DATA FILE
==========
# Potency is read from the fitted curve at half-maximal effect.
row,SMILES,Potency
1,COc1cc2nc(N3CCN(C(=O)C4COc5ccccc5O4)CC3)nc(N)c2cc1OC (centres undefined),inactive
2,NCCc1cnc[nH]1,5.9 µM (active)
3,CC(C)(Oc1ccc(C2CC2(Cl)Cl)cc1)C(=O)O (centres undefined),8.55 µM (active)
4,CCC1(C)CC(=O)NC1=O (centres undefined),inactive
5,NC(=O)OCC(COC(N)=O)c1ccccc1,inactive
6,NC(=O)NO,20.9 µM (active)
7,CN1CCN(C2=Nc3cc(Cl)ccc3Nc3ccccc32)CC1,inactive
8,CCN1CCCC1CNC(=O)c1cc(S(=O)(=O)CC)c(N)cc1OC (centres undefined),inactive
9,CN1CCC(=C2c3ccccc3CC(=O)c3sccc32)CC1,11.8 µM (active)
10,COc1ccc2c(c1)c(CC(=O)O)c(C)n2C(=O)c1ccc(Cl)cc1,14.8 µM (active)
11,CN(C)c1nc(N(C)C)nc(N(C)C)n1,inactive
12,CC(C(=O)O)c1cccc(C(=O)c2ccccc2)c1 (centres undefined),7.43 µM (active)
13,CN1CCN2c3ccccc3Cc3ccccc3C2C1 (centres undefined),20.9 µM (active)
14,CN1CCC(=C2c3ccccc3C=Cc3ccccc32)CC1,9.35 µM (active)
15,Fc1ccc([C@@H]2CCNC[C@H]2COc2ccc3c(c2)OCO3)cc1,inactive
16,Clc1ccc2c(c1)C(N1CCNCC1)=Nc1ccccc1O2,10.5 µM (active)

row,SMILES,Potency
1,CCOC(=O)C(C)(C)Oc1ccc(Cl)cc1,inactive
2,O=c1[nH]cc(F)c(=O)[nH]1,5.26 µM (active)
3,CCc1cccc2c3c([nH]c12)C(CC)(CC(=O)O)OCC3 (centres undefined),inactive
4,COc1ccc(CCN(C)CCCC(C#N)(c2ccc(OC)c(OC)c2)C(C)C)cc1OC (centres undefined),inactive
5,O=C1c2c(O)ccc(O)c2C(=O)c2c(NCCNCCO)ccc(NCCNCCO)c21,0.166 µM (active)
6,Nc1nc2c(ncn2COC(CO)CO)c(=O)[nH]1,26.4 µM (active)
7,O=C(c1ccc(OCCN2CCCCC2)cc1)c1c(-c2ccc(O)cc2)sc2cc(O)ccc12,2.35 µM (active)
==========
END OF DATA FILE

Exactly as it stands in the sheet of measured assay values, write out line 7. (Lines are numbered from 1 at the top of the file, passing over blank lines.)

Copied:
5,NC(=O)OCC(COC(N)=O)c1ccccc1,inactive